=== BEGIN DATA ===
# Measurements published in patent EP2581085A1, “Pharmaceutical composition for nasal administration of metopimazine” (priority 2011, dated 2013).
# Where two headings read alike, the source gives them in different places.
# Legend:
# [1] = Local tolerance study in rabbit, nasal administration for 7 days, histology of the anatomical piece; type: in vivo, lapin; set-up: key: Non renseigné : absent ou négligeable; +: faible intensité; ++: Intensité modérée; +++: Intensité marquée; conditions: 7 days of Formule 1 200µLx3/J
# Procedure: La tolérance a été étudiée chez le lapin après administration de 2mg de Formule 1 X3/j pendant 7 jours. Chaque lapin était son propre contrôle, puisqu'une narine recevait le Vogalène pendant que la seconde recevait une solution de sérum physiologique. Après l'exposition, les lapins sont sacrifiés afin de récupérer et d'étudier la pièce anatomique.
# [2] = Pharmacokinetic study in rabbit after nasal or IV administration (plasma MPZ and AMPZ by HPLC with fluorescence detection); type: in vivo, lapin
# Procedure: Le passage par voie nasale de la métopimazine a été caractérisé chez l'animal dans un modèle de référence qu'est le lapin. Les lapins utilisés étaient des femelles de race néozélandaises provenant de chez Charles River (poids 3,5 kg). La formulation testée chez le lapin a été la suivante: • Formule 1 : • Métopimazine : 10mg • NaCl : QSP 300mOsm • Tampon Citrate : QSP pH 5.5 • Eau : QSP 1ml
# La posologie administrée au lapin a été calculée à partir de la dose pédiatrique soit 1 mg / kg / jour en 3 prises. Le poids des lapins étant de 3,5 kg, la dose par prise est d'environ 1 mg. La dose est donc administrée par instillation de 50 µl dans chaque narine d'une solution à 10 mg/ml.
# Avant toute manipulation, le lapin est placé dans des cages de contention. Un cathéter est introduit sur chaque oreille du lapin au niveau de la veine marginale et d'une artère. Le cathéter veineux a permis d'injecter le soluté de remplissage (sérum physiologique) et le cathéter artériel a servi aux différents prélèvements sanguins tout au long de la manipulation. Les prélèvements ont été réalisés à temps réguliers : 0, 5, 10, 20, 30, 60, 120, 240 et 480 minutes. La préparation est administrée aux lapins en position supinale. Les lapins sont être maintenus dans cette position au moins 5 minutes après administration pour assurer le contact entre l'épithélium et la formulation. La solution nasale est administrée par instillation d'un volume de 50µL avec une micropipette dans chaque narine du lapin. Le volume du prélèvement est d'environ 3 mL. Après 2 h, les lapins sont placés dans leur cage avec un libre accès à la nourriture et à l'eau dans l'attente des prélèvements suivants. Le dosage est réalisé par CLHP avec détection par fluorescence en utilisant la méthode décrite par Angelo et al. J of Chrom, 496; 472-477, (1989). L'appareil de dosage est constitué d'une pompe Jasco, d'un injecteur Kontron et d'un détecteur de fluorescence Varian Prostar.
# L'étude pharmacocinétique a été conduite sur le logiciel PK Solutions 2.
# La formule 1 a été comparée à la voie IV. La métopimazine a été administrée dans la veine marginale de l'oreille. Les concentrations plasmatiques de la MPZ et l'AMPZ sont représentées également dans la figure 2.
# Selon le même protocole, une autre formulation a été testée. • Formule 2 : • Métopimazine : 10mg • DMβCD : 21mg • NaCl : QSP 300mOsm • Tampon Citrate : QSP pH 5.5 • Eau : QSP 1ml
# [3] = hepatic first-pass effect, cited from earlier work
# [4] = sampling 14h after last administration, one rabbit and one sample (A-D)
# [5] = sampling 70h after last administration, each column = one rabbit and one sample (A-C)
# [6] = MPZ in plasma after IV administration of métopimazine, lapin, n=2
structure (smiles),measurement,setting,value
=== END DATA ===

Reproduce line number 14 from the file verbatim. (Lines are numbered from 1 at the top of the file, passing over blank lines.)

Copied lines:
# [4] = sampling 14h after last administration, one rabbit and one sample (A-D)